The biggest challenge in the dock work profession according to Manon and Sébastien is the scheduling. A dockworker must be available 19 days out of 21 and may have to work an eight-hour shift at any time of the day or night. Loading and unloading vessels can be done 24/7 depending on when the vessels calls at the port. Freight transport doesn’t wait!

The difficulties directly related to performing the tasks are the whims of Mother Nature: intense cold, wind, fog, snow, rain, hail, storms and thunderstorms.

Who’s it for?

“The right type of candidate is someone who can work in a team, has a good sense of adaptability and a strong learning ability,” said Guillaume Couture, Director, Manpower and Dispatch, Maritime Employers Association (MEA). Manon and Sébastien add that a good dockworker is someone who is available, on the ball, responsible and able to concentrate: “There’s lots of traffic on terminal property! Trucks from the city, machinery carrying heavy loads, hazardous materials, etc. You have to be alert,” said Sébastien.

There are about 1,000 longshoremen in Montreal, including about 120 longshorewomen. 

Who hires dockworkers?

The Maritime Employers Association (MEA) hires all the dockworkers for the ports of Montreal and Trois-Rivières. When a vessel is about to arrive at a port terminal, the terminal operator in question lets the MEA know how many dockworkers will be needed. The MEA is also responsible for training dockworkers and negotiating their working conditions on behalf of the companies they represent.  

A new technological training centre

Since last year, dockworkers at the Port of Montreal have been attending a new school with equipment on the cutting edge of technology, all fully adapted to the operations at the Port of Montreal. The MEA is very proud of its training centre, and with good reason.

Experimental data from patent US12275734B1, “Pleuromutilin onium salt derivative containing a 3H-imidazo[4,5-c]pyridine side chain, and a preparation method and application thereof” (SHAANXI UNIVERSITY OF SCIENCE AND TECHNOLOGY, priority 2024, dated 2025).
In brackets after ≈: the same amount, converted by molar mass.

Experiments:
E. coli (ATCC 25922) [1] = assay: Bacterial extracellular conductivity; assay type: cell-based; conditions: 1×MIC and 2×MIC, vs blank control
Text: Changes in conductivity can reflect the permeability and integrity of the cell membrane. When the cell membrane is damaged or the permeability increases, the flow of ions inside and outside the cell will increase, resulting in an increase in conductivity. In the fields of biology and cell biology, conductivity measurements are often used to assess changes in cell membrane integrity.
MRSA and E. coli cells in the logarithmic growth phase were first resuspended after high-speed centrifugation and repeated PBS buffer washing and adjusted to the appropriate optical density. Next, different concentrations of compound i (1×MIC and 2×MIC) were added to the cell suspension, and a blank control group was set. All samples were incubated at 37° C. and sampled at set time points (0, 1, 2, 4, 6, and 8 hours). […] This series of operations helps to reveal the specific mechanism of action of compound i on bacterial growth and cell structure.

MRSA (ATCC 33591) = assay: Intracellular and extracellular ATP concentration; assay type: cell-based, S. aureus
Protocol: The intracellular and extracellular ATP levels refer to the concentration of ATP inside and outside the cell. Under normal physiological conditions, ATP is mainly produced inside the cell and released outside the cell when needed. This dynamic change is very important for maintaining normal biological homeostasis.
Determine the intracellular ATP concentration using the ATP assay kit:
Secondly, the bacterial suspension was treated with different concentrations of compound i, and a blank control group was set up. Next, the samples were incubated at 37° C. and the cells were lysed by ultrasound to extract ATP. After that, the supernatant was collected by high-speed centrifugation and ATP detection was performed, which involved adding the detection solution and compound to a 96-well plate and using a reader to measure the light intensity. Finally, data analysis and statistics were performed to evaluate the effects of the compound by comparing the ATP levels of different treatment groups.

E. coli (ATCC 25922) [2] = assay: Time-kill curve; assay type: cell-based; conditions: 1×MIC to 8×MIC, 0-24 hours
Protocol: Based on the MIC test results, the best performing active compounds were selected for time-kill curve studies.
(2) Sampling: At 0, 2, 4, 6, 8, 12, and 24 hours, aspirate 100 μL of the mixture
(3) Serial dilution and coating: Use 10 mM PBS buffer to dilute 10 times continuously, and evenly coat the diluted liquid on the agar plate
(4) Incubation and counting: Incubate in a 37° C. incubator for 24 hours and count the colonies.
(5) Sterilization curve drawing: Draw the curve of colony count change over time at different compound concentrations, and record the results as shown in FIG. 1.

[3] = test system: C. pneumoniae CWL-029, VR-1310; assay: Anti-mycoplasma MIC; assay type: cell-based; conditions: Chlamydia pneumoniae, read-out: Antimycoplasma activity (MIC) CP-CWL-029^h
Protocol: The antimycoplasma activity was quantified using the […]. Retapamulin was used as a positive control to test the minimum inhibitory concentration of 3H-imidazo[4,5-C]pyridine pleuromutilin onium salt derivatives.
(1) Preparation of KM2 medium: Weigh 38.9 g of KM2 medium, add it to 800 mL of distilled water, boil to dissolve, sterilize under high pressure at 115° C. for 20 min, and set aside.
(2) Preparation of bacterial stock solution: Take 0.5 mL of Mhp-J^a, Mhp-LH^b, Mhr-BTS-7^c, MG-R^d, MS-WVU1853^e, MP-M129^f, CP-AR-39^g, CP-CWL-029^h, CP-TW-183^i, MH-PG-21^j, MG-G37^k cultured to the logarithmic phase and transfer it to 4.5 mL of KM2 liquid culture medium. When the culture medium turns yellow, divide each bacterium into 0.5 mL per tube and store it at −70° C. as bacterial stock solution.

In addition to rooms dedicated to theoretical training, there are all the tools needed for practical training. A huge warehouse-like room is furnished with containers, a railcar, a truck trailer, a handling platform, forklifts and even a reproduction of a ship’s bilge. People can practice stowing the containers with metal bars, lifting all kinds of loads with the forklift and more, under the experienced gaze of the instructors, dockworkers themselves.

But the highlight of the visit is the heavy equipment simulator! In front of a chair, a true replica of the seat in a real crane, there is a giant three-sided screen. Using a computer, the trainer makes 3D images appear that create the environment perceived by the crane operator on a real dock. Seated in this chair, you are immersed in a life-sized video game!

Using levers, the dockworker in training practices getting a container from the ship and transferring it onto a truck trailer. All it takes is a click to plunge the student into a snowstorm, gales of wind or driving rain. Or the middle of the night.  It can also stimulate the unexpected, for example a cable that snaps or a ship that starts to move. Thanks to the simulator, the dockworker can learn to manage every imaginable situation in complete safety. The GlobalSim simulator’s software is customized for the Port of Montreal.

The dockworkers in training will spend a few days on the simulator before continuing their training on a real crane, their trainer by their side, until they perfectly control how to balance and lift heavy loads.

In short, the occupation of dockworker is made for people – men and women – who enjoy learning, who feel stifled in the four walls of an office, who don’t take security lightly and who like to drive heavy equipment. Recognize yourself?